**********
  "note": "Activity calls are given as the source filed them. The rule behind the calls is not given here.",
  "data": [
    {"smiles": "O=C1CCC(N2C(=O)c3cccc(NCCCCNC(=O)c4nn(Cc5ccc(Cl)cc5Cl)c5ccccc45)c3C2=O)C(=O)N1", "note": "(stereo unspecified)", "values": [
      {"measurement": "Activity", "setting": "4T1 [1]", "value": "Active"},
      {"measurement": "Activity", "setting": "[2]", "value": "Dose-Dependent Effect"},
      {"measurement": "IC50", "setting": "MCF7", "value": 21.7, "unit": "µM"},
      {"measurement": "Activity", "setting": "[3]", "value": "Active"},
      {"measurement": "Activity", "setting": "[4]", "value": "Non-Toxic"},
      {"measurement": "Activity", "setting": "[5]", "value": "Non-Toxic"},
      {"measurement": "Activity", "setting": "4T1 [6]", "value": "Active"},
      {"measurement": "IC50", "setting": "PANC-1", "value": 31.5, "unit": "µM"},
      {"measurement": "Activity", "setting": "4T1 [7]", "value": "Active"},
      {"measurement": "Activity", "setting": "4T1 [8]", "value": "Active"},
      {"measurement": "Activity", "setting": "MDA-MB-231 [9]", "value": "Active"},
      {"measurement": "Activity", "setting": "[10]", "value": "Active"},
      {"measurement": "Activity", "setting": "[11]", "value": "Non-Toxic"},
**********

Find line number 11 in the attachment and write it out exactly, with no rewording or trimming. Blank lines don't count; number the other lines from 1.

      {"measurement": "IC50", "setting": "PANC-1", "value": 31.5, "unit": "µM"},